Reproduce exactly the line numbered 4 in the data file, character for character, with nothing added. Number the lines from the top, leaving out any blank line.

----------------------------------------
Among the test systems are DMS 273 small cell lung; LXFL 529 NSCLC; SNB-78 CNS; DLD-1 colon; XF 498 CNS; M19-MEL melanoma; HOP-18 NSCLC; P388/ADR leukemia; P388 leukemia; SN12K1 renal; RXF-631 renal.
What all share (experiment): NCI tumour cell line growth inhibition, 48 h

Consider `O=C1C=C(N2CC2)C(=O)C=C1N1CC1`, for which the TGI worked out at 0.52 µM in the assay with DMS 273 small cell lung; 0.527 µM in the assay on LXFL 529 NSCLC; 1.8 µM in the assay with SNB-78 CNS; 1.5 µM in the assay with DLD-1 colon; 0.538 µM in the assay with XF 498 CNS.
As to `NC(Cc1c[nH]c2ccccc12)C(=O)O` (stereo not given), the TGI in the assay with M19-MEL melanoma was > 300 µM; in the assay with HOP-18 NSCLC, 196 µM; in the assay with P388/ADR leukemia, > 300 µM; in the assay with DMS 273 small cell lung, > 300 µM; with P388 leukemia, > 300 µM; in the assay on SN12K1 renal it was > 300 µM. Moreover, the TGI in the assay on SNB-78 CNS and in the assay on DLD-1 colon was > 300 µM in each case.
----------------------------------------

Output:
As to `NC(Cc1c[nH]c2ccccc12)C(=O)O` (stereo not given), the TGI in the assay with M19-MEL melanoma was > 300 µM; in the assay with HOP-18 NSCLC, 196 µM; in the assay with P388/ADR leukemia, > 300 µM; in the assay with DMS 273 small cell lung, > 300 µM; with P388 leukemia, > 300 µM; in the assay on SN12K1 renal it was > 300 µM. Moreover, the TGI in the assay on SNB-78 CNS and in the assay on DLD-1 colon was > 300 µM in each case.